I was event founder and director of the 1st International Surfing Reef Symposium 1997 and the 7th Symposium in 2010, see www.surfingramps.com.au/surfingsymposium
My approach to development is - Design With Nature - study natural systems and try to duplicate them. I now run a coastal design consultancy, see www.surfingramps.com.au
I am on the Maroubra Surfers Association Committee and the Bate Bay (Cronulla) Sand Placement Committee. My brother Mick lives in Ulladulla and my other brother Ian runs www.renniks.com (surf books).

i-u-brawn's picture
i-u-brawn's picture
i-u-brawn commented Thursday, 26 May 2011 at 3:13am

^^^???

The censorship nazi strikes again!

go back to china you communist pig?

bigwayne's picture
bigwayne's picture
bigwayne commented Friday, 27 May 2011 at 9:08pm

excuse the boorishness of those uneducated enough to not respect the ground rules big mr nettle , even oneself can see what your trying to achieve and all due respect .

choppyseas's picture
choppyseas's picture
choppyseas commented Monday, 14 Nov 2011 at 5:33pm

hey Im 21 yrs old, I have high school diploma, I dislike educational establishments. so I learn from life and people like you! No affiliates. So history.. I have been asking questions since I was young. A particular vivid memory of when I was young, waiting for the bus to school in december, Its offshore and the waist high swell is moving quickly and its pitching and peeling bending and growing in a color of murky green brown sea, im watching freezing and thinking why doesnt this happen in the summer? Recently I graduated and decided that surfing waves was something that I would do forever. I read waves & beaches and started to understand waves and bathymetry. Im gunna say that I have spent 500 hours reading and observing the nature of a surfing wave, on second thought it could easily be lots more. I know I can teach and learn here. That is if I can happen by here on a regular basis. I am here because I want to create a surf spot.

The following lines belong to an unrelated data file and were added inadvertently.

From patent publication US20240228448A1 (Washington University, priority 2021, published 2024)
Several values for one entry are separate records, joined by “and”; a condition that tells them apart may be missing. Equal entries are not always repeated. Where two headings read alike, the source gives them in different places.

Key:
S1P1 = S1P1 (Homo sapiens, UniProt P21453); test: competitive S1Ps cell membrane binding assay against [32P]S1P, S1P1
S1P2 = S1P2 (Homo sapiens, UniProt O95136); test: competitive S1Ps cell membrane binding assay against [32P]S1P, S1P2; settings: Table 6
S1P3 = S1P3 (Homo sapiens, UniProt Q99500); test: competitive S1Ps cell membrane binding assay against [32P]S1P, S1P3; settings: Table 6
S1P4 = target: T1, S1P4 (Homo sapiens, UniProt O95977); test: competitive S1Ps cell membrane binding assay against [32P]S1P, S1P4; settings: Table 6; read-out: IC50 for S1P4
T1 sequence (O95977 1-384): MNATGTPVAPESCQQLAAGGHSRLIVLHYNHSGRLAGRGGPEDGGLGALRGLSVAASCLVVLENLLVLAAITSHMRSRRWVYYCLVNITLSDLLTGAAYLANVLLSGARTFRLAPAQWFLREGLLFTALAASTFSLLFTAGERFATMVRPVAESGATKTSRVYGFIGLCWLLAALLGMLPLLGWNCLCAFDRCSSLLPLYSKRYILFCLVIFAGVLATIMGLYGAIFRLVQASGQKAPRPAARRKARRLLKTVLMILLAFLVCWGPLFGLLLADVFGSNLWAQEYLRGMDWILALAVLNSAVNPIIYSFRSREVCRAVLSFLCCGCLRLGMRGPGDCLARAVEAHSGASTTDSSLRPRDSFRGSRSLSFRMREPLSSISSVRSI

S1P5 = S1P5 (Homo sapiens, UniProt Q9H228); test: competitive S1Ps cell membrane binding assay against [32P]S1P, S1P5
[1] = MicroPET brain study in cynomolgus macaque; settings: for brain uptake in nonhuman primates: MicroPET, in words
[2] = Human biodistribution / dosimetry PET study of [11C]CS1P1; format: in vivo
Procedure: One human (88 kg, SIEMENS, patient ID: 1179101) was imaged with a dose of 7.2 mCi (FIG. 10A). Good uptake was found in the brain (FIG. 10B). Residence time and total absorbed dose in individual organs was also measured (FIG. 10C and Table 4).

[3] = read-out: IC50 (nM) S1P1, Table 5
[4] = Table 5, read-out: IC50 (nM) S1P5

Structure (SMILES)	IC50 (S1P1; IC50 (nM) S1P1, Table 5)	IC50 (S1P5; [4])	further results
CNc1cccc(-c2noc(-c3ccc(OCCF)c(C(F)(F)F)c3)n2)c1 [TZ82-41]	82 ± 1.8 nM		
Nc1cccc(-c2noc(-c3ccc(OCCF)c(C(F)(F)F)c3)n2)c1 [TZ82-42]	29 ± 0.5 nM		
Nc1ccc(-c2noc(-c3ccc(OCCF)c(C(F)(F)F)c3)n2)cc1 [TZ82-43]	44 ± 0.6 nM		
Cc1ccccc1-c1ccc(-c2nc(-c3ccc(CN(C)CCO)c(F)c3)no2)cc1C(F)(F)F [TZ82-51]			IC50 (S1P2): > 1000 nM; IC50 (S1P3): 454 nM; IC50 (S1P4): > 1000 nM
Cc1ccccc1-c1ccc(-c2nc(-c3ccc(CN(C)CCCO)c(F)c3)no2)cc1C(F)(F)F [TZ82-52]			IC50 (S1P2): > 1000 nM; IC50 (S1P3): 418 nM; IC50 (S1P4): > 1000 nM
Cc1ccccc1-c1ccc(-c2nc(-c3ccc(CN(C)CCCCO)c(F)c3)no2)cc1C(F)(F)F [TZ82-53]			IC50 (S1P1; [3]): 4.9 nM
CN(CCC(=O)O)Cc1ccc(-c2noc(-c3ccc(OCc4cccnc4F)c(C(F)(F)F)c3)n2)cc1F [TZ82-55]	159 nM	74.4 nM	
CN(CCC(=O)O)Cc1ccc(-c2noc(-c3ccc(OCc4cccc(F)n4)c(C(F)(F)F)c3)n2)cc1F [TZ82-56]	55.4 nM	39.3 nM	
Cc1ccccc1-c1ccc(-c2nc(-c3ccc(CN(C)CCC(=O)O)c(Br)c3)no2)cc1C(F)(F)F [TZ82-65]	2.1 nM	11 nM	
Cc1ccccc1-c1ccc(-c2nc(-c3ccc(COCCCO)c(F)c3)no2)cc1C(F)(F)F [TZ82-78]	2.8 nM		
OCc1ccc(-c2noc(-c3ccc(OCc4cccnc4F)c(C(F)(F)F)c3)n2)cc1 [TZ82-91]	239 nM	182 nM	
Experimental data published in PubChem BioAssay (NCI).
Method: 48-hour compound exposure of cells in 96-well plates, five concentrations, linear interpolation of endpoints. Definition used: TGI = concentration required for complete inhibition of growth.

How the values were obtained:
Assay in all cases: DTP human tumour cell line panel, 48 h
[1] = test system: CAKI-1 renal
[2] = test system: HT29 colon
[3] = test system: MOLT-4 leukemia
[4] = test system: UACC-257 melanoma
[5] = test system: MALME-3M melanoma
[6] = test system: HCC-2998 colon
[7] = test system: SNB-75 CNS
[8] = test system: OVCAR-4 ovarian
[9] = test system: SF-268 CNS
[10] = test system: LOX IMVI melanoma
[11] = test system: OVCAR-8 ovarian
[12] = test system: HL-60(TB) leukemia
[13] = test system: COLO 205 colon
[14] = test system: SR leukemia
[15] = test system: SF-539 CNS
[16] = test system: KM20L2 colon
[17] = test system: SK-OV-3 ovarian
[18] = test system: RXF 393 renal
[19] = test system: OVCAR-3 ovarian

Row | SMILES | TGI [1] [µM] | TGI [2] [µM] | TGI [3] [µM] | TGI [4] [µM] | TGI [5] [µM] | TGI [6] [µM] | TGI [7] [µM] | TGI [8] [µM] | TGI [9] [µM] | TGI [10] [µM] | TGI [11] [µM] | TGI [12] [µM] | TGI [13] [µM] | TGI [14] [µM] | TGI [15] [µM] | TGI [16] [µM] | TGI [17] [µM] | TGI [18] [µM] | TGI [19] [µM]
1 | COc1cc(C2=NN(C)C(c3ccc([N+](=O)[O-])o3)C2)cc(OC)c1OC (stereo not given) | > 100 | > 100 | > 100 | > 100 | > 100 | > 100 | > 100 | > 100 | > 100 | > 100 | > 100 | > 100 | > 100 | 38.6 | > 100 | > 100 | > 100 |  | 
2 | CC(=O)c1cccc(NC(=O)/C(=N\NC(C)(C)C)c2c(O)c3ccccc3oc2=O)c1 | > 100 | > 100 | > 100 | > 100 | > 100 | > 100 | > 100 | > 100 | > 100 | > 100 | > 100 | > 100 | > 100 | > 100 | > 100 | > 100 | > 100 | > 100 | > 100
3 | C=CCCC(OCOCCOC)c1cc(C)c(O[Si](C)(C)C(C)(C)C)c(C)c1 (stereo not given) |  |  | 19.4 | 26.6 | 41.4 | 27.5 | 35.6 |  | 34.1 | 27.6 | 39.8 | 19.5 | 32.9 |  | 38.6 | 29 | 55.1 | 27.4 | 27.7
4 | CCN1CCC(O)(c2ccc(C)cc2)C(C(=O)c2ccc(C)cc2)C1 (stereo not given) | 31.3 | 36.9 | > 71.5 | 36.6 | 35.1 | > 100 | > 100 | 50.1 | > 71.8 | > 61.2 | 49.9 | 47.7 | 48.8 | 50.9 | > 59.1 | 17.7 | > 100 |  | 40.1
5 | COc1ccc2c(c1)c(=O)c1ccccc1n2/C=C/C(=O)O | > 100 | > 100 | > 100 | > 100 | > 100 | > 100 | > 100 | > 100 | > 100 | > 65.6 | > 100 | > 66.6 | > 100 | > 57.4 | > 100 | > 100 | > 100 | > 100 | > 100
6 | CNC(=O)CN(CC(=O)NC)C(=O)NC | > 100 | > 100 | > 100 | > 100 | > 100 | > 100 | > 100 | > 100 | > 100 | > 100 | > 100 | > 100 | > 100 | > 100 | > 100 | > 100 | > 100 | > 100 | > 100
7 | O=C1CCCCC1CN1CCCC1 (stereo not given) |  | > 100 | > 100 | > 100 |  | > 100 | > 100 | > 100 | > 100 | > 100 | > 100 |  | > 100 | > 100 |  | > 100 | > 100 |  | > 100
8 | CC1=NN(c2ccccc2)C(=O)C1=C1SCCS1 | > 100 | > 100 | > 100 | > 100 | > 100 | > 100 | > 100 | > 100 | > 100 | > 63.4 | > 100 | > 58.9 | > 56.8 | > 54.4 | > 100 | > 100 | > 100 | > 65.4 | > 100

peter-gilmore's picture
peter-gilmore's picture
peter-gilmore commented Thursday, 2 Feb 2012 at 5:09am

MY name is Peter Gilmore, I am a first time contributor to this forum. age is 51 nearly 52. I live in Mandurah, Western Australia and have noticed sand being pumped across the estuary entrance for the last god knows how many years. The side too which the sand is pumped would require very little in the way of repositioning the sand out fall to help the already existant sand banks, that just don't quite do it since the estuary entrance was dredged some 30 years ago(the old Srewart street break. I am extremely interested in forming a local group to start the ball rolling after watching and reading about Andrew Pitts plans for Cronulla in NSW. As I said sand is already being pumped and now there is a large marina nearby with Holiday accomodation units overlooking the beach. you can see the ewell come in and raise up, but most of the time it just does not break, unless it is an extremely large swell, which only happens a few times a year.